Also, consider the books of John Ajvide Lindqvist – author of modern vampire story ‘Let the Right One In’ – and Patrik Svensson. Svensson’s first work, ‘The Book of Eels’, was published in 2019 and has already reached international bestseller status.

As for children’s literature, lose yourself in the uplifting and escapist worlds of Astrid Lindgren, author of Pippi Longstocking, and Elsa Beskow, who wrote and illustrated whimsical stories such as ‘The Children of Hat Cottage’.

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Books at cafe Kaffebar, Stockholm

Kaffebar is Mikael Blomkvist's favourite café in the Millenium books written by Stieg Larsson, and it was also the authors own favourite café, located in central Stockholm.

Photo: Agence les Conteurs

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Books at cafe Kaffebar, Stockholm

Photo: Agence les Conteurs

Stories for children

Photo: Ann-Sofi Rosenkvist/

Tune into the best of Swedish music

Swedish music is so much more than ABBA. Prominent talent Max Martin has written and produced hits for the likes of Taylor Swift, Justin Bieber and Ariana Grande over the years. While the late superstar DJ, songwriter and music producer Avicii is still celebrated as one of the music world’s biggest talents.

Swedish key exports that write and perform their own music include Robyn, Lykke Li, The Hives, First Aid Kit, Tove Lo and Swedish-English MabelNeneh Cherry’s daughter.

The two sisters and member of First Aid Kit are lying down parallel to each other on a soft textile.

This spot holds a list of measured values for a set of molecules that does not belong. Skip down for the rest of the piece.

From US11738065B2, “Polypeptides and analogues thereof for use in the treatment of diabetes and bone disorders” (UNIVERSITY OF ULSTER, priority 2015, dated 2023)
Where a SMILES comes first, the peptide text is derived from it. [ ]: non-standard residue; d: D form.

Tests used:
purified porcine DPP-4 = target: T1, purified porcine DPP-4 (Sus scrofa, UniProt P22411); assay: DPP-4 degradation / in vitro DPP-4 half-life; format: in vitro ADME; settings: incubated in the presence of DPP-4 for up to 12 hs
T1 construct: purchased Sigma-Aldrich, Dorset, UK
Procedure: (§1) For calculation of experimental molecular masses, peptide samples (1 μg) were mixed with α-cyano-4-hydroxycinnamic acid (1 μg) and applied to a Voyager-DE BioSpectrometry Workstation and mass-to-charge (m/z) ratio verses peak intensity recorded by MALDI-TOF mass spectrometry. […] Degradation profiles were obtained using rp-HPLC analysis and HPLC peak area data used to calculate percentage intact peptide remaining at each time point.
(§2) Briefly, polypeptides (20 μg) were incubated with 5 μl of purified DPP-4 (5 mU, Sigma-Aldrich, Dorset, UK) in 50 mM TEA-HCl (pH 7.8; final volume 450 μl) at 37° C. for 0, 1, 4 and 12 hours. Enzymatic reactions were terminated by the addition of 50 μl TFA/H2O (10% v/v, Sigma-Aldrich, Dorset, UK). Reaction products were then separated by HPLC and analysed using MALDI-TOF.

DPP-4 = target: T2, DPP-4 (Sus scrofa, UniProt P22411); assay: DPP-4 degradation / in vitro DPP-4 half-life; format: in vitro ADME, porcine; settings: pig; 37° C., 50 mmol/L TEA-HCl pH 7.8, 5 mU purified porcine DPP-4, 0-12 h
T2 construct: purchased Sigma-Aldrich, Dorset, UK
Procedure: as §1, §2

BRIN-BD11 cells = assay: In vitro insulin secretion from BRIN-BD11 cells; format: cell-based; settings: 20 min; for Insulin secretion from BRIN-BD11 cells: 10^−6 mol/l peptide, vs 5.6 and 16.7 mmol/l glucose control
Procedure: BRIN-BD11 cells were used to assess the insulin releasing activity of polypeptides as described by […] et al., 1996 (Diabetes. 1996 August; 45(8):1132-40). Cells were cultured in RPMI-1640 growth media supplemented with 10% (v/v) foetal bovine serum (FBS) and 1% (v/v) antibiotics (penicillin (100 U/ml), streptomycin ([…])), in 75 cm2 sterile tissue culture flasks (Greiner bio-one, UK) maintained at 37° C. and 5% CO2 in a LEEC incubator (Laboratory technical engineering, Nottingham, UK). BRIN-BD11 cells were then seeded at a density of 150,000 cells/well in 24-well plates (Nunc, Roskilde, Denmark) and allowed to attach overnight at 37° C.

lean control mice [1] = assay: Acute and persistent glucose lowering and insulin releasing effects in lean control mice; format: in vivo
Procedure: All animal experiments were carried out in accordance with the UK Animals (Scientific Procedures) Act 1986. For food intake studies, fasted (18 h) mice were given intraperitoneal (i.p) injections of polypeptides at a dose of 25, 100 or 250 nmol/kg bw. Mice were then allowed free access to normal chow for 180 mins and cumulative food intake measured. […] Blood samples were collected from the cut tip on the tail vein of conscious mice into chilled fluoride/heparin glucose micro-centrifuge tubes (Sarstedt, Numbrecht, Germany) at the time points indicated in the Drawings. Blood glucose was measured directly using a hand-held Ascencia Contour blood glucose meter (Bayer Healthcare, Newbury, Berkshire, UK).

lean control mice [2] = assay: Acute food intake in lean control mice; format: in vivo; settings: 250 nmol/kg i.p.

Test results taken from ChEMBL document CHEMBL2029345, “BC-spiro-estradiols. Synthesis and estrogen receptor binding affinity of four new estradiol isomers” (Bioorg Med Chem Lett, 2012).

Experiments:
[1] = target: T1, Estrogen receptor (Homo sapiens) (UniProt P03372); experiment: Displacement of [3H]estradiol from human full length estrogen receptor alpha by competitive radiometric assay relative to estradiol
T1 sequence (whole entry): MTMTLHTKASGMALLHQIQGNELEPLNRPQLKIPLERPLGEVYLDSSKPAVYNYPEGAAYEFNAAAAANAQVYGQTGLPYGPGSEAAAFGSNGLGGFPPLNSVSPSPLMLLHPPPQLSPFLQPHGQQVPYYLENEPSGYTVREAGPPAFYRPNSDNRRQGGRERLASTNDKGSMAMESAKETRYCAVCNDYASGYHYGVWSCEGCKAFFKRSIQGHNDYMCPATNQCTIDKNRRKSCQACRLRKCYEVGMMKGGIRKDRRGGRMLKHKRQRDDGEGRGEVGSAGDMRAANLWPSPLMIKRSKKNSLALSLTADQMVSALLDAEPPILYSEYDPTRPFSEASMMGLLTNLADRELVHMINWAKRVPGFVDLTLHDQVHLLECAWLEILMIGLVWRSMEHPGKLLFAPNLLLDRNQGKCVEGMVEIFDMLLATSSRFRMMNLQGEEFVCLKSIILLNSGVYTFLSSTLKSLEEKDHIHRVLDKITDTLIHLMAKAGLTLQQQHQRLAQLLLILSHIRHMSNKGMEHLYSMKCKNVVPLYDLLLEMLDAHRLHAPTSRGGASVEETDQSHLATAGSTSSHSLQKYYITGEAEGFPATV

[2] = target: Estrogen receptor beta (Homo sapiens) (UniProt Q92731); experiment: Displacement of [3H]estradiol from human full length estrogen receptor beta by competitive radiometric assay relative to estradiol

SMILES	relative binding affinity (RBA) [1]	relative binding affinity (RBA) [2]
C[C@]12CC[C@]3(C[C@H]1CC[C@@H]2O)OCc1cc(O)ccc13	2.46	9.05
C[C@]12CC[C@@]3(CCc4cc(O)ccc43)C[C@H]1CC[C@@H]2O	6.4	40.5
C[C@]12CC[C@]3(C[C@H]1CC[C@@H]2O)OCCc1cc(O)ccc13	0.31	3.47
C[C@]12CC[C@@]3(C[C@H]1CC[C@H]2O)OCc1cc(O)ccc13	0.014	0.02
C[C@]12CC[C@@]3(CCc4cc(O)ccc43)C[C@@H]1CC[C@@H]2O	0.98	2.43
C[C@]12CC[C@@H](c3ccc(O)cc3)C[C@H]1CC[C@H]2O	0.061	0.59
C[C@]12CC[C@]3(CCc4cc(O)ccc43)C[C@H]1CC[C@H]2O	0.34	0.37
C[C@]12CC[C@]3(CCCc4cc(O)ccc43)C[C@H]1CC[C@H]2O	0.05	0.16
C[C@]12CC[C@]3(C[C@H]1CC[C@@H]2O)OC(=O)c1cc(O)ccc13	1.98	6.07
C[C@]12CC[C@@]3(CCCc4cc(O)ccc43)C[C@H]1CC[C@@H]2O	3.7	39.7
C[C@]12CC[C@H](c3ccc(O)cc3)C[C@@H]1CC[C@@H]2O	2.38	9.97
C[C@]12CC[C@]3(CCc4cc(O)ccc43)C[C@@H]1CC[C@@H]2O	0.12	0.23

First Aid Kit, is a Swedish pop duo consisting of the sisters Klara and Johanna Söderberg. Photo: Sony Music

You’ll find plenty of up-and-comers on the “Sweden Top 50” chart of online streaming platform Spotify – a Swedish invention – ranging from Victor Leksell’s soulful songs to the more dance-style tunes of Miss Li. Rapper Dree Low adds another facet to the multi-layered Swedish musical landscape.

Experience the art and design of Sweden virtually

Museums around the world have taken steps to cater for art-lovers abroad, inviting you to tour exhibitions virtually. Stockholm-based design museum ArkDes is due to put on an online exhibition on April 7. Entitled ‘Weird Sensation Feels Good’, the central theme of this event, which is broadcast live from Stockholm, is ASMR – design that mediates between mind and body.

You can also tour parts of the Royal Palace of Stockholm virtually in 360°, namely the Museum of Antiquities. These awe-inspiring stone galleries are home to Gustav III's collection of classical sculptures, acquired during his grand tour of Italy in the 1780s.

From ArkDes exhibition 'Weird Sensation Feels Good’
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ArkDes online exhibition

ArkDes is a museum located in the middle of Stockholm. It’s a centre for architecture and design and they are now showing an online exhibition. Image from the exhibition Strange feeling feels good.

Photo: ArkDes

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ArkDes online exhibition